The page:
PPG Industries Inc. named a new chief financial officer Thursday as the paint maker posted improved quarterly profit amid a recently launched restructuring program.
The program aims to trim some $125 million in annual savings, with some $40 million to $50 million coming in 2017. Excluding the costs linked to the new initiative, among other items, quarterly profit beat analysts’ forecast by a penny.
The Pittsburgh-based company said Vincent Morales, who joined PPG in 1985, would replace retiring finance chief Frank Sklarsky effective March 1. Mr. Sklarsky has been in the post since 2013.
“As we begin 2017, we are operating in an uncertain and evolving macroeconomic and regulatory environment,” said Michael H. McGarry, PPG’s chief executive. “We expect improved momentum in overall global economic growth, including gradually improving growth rates in developed regions and continuing but uneven growth in emerging regions.”
He added that the company, which has been expanding internationally, has allocated between $2.5 billion and $3.5 billion for acquisitions and share repurchasing in 2017 and 2018.
Over all for the quarter, PPG reported net income of $344 million, or $1.30 a share, up from $314 million or $1.16 a share a year earlier. Adjusted net income from continuing operations rose to $1.19 a share from $1.16.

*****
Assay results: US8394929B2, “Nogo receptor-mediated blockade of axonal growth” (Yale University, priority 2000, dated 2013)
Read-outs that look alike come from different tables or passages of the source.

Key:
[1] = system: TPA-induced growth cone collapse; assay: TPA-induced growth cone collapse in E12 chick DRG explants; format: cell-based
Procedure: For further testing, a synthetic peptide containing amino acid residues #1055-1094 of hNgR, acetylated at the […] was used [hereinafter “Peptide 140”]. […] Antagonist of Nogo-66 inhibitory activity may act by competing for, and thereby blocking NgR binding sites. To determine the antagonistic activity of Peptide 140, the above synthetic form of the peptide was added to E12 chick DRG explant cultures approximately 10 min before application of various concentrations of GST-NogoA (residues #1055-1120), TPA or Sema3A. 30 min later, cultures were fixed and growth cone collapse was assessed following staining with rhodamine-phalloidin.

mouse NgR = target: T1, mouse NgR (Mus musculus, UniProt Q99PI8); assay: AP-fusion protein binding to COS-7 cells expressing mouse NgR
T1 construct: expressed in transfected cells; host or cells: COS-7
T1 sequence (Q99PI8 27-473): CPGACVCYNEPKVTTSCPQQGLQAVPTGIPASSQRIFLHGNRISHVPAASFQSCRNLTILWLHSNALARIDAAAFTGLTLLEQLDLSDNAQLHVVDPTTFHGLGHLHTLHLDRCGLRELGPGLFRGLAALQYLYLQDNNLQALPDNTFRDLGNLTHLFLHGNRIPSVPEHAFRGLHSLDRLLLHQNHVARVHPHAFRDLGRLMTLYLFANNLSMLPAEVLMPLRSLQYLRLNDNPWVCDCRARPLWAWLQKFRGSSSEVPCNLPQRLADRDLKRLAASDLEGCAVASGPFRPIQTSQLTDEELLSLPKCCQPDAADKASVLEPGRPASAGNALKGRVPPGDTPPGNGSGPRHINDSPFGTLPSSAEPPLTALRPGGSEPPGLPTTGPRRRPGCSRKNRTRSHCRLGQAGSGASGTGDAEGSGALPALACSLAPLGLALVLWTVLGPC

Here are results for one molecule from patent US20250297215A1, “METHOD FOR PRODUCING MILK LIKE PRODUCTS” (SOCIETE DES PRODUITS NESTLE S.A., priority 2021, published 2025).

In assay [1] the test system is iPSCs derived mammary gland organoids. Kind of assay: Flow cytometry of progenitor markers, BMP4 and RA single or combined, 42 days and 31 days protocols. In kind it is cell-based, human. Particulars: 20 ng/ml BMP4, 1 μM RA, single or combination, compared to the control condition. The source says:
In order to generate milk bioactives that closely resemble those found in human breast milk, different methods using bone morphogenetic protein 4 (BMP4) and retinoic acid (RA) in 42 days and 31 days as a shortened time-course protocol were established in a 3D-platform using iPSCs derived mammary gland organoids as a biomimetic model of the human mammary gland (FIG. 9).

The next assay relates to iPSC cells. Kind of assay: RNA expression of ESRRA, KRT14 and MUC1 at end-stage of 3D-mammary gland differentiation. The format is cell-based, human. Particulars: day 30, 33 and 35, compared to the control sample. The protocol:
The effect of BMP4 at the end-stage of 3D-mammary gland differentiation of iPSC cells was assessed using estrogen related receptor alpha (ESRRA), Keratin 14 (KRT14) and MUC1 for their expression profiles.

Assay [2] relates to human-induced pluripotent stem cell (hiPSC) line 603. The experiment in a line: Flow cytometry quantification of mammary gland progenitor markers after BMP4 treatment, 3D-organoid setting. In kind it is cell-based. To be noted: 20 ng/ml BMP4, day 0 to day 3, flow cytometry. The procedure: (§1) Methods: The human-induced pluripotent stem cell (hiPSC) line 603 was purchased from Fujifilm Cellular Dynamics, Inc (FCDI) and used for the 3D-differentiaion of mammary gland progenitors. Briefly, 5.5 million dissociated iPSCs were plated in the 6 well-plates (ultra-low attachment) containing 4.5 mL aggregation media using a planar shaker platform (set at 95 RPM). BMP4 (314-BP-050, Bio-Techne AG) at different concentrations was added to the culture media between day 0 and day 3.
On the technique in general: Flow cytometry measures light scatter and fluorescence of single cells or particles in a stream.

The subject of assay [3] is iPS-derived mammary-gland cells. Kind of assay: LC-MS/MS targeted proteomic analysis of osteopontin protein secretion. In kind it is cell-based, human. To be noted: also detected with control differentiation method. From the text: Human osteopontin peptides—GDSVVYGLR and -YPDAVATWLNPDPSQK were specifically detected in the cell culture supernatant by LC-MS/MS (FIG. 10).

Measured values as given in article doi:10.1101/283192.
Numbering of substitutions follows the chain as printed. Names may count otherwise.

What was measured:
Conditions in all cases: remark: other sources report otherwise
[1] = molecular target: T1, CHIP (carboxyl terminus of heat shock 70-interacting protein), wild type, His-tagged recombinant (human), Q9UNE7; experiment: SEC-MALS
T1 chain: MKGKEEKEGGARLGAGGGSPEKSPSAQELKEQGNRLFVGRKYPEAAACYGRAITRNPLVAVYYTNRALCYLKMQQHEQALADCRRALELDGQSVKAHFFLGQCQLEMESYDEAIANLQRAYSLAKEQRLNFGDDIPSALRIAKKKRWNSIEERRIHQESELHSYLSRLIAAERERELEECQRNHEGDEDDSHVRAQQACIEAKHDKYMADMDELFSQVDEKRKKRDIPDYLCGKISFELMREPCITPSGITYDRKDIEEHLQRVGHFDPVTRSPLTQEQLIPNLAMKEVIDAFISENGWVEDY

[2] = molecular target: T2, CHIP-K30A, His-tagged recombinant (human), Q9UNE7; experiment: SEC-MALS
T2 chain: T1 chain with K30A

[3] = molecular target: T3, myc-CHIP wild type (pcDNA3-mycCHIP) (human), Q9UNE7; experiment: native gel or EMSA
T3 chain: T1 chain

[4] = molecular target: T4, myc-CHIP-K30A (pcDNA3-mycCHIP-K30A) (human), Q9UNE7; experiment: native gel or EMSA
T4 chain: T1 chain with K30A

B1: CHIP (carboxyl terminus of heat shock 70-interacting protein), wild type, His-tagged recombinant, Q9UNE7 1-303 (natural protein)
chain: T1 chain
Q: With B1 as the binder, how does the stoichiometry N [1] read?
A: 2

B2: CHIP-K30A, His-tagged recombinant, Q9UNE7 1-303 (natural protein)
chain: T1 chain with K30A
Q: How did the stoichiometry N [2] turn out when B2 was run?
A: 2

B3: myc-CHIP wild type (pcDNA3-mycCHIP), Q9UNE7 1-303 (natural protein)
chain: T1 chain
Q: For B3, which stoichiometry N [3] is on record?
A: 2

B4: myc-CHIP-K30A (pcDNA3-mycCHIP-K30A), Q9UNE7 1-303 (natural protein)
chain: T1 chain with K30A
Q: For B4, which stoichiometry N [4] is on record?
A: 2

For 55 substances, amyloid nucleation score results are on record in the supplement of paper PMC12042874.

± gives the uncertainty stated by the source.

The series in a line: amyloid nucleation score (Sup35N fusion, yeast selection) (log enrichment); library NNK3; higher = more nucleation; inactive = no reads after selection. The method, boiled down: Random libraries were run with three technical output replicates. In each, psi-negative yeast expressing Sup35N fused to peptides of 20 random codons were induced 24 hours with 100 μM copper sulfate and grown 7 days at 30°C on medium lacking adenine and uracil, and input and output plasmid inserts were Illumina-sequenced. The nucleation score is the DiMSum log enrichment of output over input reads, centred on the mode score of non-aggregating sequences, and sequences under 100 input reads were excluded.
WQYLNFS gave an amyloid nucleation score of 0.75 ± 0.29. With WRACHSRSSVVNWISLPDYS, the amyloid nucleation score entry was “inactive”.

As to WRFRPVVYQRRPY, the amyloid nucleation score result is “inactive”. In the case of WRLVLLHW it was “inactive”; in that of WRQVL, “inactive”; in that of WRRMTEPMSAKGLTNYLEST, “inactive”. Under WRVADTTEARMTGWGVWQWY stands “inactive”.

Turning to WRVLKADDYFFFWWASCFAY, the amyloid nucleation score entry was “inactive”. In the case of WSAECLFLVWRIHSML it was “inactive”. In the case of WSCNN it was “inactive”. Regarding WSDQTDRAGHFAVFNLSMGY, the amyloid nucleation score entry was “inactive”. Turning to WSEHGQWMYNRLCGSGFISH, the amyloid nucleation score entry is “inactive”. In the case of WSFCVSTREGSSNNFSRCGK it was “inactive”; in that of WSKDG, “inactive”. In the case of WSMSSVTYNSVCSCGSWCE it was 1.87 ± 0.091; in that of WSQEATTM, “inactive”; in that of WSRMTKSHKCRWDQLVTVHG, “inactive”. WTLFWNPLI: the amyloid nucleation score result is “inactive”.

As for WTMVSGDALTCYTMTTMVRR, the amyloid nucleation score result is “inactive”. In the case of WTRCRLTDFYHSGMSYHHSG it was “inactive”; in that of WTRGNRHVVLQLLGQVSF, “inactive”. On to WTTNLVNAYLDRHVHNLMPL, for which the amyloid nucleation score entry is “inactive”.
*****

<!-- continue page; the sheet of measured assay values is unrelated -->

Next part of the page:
Revenue retreated 1.5% to $3.5 billion. Analysts polled by Thomson Reuters had forecast per-share earnings of $1.18 on $3.55 billion in revenue.
Shares of the company rose 0.5% Thursday morning.
By Ezequiel Minaya
During a European Industry Summit held on the site of BASF in Antwerp, leaders from basic industry sectors, representing 7.8 million workers in Europe, joined forces with European trade unions and European leaders to address pressing concerns regarding Europe’s industrial landscape.
The use of blue or low-carbon hydrogen, made from natural gas with carbon capture and storage (CCS), could increase near-term global warming by 50% compared with burning fossil fuels directly for energy if emissions are not properly managed, according to a new study by NGO the US Environmental Defense Fund (EDF) and the University of Arizona.
In a move to improve the supply of renewable hydrogen and thus reduce dependence on natural gas and contribute to achieving the objectives of the European Green Deal and the REPowerEU plan, the EU Commission has approved a third Important project of common European interest (IPCEI) to support hydrogen infrastructure.